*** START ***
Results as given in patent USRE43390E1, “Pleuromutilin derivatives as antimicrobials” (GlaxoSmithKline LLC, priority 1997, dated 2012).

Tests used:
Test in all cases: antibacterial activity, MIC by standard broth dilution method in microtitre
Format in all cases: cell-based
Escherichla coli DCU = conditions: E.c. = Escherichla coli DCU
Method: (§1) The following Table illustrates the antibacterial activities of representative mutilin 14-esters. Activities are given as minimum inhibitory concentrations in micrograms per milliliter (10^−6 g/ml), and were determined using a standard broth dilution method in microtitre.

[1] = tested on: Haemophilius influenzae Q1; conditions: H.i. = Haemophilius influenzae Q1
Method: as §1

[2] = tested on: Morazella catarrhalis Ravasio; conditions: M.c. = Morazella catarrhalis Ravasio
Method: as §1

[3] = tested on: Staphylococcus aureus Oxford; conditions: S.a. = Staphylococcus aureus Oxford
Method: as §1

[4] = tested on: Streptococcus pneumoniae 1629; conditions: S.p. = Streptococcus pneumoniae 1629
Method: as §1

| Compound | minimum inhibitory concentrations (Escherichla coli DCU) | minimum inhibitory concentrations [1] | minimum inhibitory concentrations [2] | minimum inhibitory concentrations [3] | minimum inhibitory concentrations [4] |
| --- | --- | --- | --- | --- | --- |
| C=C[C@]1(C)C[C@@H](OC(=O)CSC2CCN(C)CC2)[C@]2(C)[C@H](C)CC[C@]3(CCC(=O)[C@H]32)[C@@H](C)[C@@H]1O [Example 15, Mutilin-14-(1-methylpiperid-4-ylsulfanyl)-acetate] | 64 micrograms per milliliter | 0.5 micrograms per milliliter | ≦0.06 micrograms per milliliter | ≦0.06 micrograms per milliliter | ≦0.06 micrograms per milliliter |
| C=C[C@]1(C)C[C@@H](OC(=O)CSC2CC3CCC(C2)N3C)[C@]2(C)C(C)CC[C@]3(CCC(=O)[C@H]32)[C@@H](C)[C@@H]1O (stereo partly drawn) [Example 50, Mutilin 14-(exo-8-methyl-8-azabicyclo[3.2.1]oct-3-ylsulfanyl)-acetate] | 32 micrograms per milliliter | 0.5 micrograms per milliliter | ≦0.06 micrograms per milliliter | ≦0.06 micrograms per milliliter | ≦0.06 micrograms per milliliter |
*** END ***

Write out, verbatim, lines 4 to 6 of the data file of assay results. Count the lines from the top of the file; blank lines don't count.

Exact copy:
Format in all cases: cell-based
Escherichla coli DCU = conditions: E.c. = Escherichla coli DCU
Method: (§1) The following Table illustrates the antibacterial activities of representative mutilin 14-esters. Activities are given as minimum inhibitory concentrations in micrograms per milliliter (10^−6 g/ml), and were determined using a standard broth dilution method in microtitre.